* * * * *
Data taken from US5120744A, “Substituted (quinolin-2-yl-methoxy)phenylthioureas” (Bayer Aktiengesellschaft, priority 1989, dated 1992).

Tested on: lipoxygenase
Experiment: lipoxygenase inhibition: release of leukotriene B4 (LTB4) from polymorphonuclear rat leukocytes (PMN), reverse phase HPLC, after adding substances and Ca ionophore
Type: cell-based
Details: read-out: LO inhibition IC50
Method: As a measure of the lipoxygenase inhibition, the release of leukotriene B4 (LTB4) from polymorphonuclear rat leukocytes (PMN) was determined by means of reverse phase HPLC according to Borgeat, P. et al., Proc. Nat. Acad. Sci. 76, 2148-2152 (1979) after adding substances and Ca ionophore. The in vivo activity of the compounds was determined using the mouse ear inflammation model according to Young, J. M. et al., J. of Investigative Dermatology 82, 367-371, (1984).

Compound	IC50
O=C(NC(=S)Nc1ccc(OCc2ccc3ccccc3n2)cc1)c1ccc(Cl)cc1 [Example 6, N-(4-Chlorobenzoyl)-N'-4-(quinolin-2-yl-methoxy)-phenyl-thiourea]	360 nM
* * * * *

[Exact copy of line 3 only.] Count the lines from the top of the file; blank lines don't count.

Experiment: lipoxygenase inhibition: release of leukotriene B4 (LTB4) from polymorphonuclear rat leukocytes (PMN), reverse phase HPLC, after adding substances and Ca ionophore